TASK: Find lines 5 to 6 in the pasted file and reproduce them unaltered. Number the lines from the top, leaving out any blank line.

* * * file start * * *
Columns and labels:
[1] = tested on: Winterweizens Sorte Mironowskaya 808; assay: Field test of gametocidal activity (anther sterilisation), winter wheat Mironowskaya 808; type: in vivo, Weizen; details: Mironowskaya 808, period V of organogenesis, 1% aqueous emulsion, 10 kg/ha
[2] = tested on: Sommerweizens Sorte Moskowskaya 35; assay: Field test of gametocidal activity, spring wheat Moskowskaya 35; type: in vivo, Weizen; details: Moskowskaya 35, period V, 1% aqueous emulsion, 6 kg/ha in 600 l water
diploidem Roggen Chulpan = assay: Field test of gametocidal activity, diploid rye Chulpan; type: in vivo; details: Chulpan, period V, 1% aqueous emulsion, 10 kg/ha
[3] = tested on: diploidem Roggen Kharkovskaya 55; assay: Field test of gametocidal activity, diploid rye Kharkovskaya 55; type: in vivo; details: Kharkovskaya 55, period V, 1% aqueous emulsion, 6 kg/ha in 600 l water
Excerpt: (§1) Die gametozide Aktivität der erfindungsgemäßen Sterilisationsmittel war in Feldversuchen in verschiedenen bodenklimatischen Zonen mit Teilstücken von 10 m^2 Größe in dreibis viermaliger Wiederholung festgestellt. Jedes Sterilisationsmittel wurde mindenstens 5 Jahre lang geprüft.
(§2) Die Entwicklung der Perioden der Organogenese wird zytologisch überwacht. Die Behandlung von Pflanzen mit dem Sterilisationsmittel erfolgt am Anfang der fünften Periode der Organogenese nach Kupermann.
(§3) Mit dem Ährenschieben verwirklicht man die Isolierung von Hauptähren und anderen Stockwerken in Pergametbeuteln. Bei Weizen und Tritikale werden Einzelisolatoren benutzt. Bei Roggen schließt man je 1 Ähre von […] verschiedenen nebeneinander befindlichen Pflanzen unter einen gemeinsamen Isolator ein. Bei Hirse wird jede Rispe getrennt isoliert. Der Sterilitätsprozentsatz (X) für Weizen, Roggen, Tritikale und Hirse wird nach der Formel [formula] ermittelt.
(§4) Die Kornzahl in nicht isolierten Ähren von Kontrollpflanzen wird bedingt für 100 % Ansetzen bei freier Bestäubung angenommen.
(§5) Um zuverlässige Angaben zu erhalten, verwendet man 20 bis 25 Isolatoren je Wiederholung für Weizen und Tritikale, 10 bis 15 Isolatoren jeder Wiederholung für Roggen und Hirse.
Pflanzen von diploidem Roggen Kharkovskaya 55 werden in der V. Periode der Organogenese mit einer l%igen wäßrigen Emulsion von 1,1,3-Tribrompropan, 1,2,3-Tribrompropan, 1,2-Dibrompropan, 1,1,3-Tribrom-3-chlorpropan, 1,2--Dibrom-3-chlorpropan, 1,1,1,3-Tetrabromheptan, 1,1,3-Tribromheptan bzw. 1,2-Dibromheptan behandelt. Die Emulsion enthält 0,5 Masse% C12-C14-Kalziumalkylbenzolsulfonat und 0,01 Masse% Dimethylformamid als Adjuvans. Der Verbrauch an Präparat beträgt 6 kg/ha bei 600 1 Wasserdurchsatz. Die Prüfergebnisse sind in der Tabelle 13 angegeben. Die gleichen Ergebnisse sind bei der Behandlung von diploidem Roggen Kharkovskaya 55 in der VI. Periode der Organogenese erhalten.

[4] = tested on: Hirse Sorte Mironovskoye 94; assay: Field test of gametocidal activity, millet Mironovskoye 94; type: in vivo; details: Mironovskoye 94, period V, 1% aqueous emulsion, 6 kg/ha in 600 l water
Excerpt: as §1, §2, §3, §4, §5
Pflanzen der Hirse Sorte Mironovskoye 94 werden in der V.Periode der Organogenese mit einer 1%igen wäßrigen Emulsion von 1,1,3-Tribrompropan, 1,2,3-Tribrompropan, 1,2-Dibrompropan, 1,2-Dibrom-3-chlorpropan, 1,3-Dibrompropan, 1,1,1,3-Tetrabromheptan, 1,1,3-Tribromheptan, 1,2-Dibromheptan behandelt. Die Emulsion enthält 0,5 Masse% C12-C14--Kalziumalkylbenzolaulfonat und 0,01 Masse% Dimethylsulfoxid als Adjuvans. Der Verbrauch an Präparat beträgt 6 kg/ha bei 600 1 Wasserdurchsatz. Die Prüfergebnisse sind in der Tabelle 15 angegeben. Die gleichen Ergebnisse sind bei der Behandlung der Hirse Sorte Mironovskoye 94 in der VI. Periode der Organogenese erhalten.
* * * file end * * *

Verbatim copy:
[3] = tested on: diploidem Roggen Kharkovskaya 55; assay: Field test of gametocidal activity, diploid rye Kharkovskaya 55; type: in vivo; details: Kharkovskaya 55, period V, 1% aqueous emulsion, 6 kg/ha in 600 l water
Excerpt: (§1) Die gametozide Aktivität der erfindungsgemäßen Sterilisationsmittel war in Feldversuchen in verschiedenen bodenklimatischen Zonen mit Teilstücken von 10 m^2 Größe in dreibis viermaliger Wiederholung festgestellt. Jedes Sterilisationsmittel wurde mindenstens 5 Jahre lang geprüft.